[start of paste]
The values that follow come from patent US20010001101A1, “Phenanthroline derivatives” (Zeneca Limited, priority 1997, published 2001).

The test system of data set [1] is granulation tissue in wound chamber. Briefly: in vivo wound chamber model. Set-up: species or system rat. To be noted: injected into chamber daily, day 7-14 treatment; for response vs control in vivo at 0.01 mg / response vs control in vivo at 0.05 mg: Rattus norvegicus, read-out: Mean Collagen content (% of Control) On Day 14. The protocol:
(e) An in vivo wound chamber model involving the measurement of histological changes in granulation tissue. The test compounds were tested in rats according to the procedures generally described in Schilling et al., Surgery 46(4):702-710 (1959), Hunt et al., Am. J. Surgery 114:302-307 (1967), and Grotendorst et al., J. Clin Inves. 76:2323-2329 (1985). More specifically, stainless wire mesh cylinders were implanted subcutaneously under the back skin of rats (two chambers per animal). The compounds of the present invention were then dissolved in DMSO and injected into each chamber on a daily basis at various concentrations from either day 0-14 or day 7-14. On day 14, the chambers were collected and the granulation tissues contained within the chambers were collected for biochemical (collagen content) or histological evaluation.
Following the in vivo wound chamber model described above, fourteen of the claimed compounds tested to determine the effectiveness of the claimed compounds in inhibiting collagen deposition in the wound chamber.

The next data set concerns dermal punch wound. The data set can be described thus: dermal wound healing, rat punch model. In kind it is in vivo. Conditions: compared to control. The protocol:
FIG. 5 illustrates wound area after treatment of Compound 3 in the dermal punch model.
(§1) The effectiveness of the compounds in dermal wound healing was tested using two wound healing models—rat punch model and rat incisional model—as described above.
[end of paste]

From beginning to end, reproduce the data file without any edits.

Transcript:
The values that follow come from patent US20010001101A1, “Phenanthroline derivatives” (Zeneca Limited, priority 1997, published 2001).

The test system of data set [1] is granulation tissue in wound chamber. Briefly: in vivo wound chamber model. Set-up: species or system rat. To be noted: injected into chamber daily, day 7-14 treatment; for response vs control in vivo at 0.01 mg / response vs control in vivo at 0.05 mg: Rattus norvegicus, read-out: Mean Collagen content (% of Control) On Day 14. The protocol:
(e) An in vivo wound chamber model involving the measurement of histological changes in granulation tissue. The test compounds were tested in rats according to the procedures generally described in Schilling et al., Surgery 46(4):702-710 (1959), Hunt et al., Am. J. Surgery 114:302-307 (1967), and Grotendorst et al., J. Clin Inves. 76:2323-2329 (1985). More specifically, stainless wire mesh cylinders were implanted subcutaneously under the back skin of rats (two chambers per animal). The compounds of the present invention were then dissolved in DMSO and injected into each chamber on a daily basis at various concentrations from either day 0-14 or day 7-14. On day 14, the chambers were collected and the granulation tissues contained within the chambers were collected for biochemical (collagen content) or histological evaluation.
Following the in vivo wound chamber model described above, fourteen of the claimed compounds tested to determine the effectiveness of the claimed compounds in inhibiting collagen deposition in the wound chamber.

The next data set concerns dermal punch wound. The data set can be described thus: dermal wound healing, rat punch model. In kind it is in vivo. Conditions: compared to control. The protocol:
FIG. 5 illustrates wound area after treatment of Compound 3 in the dermal punch model.
(§1) The effectiveness of the compounds in dermal wound healing was tested using two wound healing models—rat punch model and rat incisional model—as described above.